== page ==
Long-term care is often needed as people age and their physical and mental capabilities decline. However, because most long-term care is not considered medical care, it’s not covered by Medicare. Some Medicaid coverage exists, but the requirements are stringent. And without long-term care insurance in place, long-term care costs fall on your loved ones. As a family caregiver, you can be proactive by researching long-term care costs now and planning a budget to meet them.
What does long-term care include?
In the aging population, 69% of individuals will require long-term care of some kind, and the average time a senior requires long-term care is three years. Long-term care includes both medical and non-medical care needed for individuals who, due to chronic illness, disability or aging, are not able to care for themselves. Health care, personal needs and daily activities can all be part of long-term care, either in the home or in a facility.
How expensive is long-term care?
Long-term care insurance is expensive, but long-term care itself costs even more, with the average American spending approximately $140,000 on out-of-pocket long-term care costs.
While long-term care insurance may be costly as well, depending on age and health conditions, even an annual premium on the higher end, paid over 20-30 years, is still more affordable. LTC insurance also offers the benefit of being paid for over time, in advance.
Long-term care costs do vary with each individual’s situation. In general, a nursing home is the most expensive type of long-term care, but senior housing options range in cost and in the type of care offered. See our state-by-state guide to senior housing to learn more about your options.
Long-term care may also include in-home caregiving help. A senior parent may continue to live in their own home, with assistance from caregivers, home health aides, and other members of the caregiving team. Or perhaps your parent moves into your home; this scenario can offset some of the cost of long-term care facilities, but it comes with its own costs that need to be considered. For example, you may need to make modifications – such as railings and ramps – so your parent can safely navigate your home.
How can I budget for long-term care?
To set a budget for long-term care, go through the list below and make an estimate and comparisons of the monthly costs. This calculator can help you estimate what long-term care might cost in your area.
- Housing in a long-term care facility: This includes assisted living, a nursing home, memory care or a retirement community.
- Daytime care in a facility: Even if your parent lives with you, a daytime program or care facility may be needed during your working hours or to give you a break.
- Caregiving help: Resources might include a home health aide, personal care assistant, professional caregiver or caregiving assistant to help with daily activities and needs.
- Household help: You may need help with cleaning, cooking, running errands or providing other help so you have time to provide caregiving or take care of yourself.
- Supplies, tools, and maintenance costs: Be sure to include incontinence care, medical alert devices, safety helps and adaptive devices to your budget.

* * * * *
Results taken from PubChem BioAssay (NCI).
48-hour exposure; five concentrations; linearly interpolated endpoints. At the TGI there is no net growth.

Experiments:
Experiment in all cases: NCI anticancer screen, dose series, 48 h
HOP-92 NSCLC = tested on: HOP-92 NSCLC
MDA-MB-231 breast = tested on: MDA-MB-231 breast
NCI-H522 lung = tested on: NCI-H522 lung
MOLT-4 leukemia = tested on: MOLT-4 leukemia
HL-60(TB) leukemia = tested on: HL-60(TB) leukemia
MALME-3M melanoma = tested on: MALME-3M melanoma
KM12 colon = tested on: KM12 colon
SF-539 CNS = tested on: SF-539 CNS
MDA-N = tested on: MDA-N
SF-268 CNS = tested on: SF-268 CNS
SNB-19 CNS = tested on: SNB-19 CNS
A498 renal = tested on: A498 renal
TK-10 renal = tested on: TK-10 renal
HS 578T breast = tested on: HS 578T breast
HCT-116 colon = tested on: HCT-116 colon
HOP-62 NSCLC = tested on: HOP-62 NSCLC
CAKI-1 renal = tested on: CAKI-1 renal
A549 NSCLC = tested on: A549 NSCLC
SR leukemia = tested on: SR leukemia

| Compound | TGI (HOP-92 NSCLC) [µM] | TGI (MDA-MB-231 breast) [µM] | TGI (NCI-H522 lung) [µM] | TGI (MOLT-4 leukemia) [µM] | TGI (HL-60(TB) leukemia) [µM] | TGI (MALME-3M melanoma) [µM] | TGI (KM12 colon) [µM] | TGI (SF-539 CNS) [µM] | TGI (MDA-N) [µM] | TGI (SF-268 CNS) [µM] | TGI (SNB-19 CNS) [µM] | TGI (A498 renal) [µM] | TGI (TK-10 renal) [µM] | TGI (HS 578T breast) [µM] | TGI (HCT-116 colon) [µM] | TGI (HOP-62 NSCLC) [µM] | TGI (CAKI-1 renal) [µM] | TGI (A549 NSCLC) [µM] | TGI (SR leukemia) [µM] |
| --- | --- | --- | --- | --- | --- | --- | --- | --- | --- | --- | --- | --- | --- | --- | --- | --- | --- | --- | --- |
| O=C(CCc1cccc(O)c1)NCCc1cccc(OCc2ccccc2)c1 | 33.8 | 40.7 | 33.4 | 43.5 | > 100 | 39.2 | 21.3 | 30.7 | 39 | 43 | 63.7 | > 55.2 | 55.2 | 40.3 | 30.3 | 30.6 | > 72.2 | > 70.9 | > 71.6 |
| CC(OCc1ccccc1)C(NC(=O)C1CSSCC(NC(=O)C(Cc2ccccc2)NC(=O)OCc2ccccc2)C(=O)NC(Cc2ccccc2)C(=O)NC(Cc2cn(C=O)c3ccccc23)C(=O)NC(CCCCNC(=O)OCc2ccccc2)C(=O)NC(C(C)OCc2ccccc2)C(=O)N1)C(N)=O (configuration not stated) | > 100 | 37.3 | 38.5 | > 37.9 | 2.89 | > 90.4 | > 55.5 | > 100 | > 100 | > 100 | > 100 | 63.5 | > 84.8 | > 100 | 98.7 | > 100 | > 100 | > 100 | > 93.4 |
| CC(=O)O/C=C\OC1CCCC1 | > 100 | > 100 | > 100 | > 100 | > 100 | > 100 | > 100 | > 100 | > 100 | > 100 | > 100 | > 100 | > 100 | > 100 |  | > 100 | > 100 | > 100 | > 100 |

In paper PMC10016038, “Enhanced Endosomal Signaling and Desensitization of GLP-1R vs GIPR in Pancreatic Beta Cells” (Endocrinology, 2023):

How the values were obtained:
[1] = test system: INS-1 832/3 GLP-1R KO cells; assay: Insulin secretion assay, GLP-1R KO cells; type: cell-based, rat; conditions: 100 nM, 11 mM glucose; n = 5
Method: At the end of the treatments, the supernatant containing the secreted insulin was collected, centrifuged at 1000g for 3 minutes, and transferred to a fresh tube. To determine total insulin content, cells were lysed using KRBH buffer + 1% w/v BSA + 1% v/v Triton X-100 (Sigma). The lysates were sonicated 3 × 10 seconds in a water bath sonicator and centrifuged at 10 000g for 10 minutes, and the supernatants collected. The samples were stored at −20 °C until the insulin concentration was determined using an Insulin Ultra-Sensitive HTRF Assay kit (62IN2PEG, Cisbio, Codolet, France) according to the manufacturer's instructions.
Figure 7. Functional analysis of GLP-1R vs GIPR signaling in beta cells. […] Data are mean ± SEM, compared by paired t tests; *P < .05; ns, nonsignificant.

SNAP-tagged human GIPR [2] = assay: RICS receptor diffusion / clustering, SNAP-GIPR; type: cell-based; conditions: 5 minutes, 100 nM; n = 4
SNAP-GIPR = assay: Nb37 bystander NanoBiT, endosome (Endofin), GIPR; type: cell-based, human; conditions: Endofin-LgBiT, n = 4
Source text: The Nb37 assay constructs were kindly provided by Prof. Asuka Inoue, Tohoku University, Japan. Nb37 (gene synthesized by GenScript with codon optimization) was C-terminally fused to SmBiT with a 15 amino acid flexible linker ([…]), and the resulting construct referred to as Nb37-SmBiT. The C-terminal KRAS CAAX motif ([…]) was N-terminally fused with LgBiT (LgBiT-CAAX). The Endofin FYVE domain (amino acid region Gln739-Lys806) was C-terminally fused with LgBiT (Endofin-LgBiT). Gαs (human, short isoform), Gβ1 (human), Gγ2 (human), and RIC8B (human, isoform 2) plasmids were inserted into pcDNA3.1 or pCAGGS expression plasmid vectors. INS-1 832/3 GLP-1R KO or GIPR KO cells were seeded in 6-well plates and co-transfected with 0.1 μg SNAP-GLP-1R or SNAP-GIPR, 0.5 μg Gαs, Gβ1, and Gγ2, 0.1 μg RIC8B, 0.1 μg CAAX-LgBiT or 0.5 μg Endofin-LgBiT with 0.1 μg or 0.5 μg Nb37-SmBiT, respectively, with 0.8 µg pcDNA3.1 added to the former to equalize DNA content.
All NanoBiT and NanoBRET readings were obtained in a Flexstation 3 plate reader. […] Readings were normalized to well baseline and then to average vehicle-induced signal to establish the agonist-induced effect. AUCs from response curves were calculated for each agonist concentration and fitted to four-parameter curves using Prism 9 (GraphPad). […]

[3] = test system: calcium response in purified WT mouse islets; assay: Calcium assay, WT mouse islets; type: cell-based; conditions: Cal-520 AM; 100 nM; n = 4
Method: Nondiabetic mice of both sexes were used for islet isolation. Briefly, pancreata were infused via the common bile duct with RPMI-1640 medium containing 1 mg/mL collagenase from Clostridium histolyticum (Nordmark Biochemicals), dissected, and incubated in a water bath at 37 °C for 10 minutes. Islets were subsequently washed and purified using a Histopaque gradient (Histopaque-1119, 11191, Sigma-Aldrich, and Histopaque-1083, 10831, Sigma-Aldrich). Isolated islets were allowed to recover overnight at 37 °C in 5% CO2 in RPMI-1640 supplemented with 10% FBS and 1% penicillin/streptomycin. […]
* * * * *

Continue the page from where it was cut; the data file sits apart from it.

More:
Also, consider any one-time modifications or purchases, such as bathroom remodeling, safety railing, scooters, ramps and lifts. Divide the total cost by the number of months needed to pay for the purchase in full: 12 months for a one-year payoff, 24 for a two-year payoff, etc. From these numbers, you can create an estimated monthly budget for long-term care.
How can I pay for long-term care?
For many, retirement income will cover some portion of long-term care, but a combination of resources may be needed for others.
First, look into liquidating assets. For example, if your parents own a home but will be moving into an assisted living facility, the sale of the home may be enough to cover several years in the facility. Other owned property, such as a car, boat or vacation property, can be liquidated if they’re no longer in use, with the proceeds going straight into the long-term care fund. If your parents wish to stay in their own home with caregiving help, a home equity loan may help cover the cost of long-term care.
Other potential financing options include bridge loans, immediate annuities and rental income:
- Rental income is another option for funding long-term care without selling the family home. If you go this route, be sure to use a legal lease and obtain the proper occupancy permits and insurance.
- Immediate annuities are another option worth investigating; in exchange for an initial lump-sum investment, the annuity provides a guaranteed income. The annuity income can be for a set number of years or for the rest of one’s life, depending on the policy purchased.
- Bridge loans were originally meant to allow for the purchase of a house while waiting on the sale of the currently owned house. Some financial companies, such as Elderlife Financial Services, have developed bridge loans specifically for long-term care needs.
While it can be intimidating to face the long-term care costs ahead, it’s better to be knowledgeable and start getting prepared. Many options, such as long-term care insurance, are much more financially viable when purchased earlier.